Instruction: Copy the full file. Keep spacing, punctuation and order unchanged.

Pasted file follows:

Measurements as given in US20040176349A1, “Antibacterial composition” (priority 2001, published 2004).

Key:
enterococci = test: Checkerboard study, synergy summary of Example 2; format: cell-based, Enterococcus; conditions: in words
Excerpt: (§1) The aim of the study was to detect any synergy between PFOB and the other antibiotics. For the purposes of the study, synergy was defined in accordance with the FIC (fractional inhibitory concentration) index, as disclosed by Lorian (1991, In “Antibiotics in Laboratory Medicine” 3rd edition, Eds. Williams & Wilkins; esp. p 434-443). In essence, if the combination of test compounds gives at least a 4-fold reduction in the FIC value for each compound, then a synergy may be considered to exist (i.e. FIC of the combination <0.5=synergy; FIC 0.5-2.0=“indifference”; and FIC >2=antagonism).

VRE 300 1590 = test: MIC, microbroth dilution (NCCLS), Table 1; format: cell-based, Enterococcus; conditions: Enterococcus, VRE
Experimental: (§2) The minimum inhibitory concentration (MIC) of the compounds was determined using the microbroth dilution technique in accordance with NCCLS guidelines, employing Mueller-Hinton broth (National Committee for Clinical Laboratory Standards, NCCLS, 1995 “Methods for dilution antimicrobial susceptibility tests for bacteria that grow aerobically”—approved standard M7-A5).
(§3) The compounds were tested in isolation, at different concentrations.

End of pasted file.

Measurements as given in US20040176349A1, “Antibacterial composition” (priority 2001, published 2004).

Key:
enterococci = test: Checkerboard study, synergy summary of Example 2; format: cell-based, Enterococcus; conditions: in words
Excerpt: (§1) The aim of the study was to detect any synergy between PFOB and the other antibiotics. For the purposes of the study, synergy was defined in accordance with the FIC (fractional inhibitory concentration) index, as disclosed by Lorian (1991, In “Antibiotics in Laboratory Medicine” 3rd edition, Eds. Williams & Wilkins; esp. p 434-443). In essence, if the combination of test compounds gives at least a 4-fold reduction in the FIC value for each compound, then a synergy may be considered to exist (i.e. FIC of the combination <0.5=synergy; FIC 0.5-2.0=“indifference”; and FIC >2=antagonism).

VRE 300 1590 = test: MIC, microbroth dilution (NCCLS), Table 1; format: cell-based, Enterococcus; conditions: Enterococcus, VRE
Experimental: (§2) The minimum inhibitory concentration (MIC) of the compounds was determined using the microbroth dilution technique in accordance with NCCLS guidelines, employing Mueller-Hinton broth (National Committee for Clinical Laboratory Standards, NCCLS, 1995 “Methods for dilution antimicrobial susceptibility tests for bacteria that grow aerobically”—approved standard M7-A5).
(§3) The compounds were tested in isolation, at different concentrations.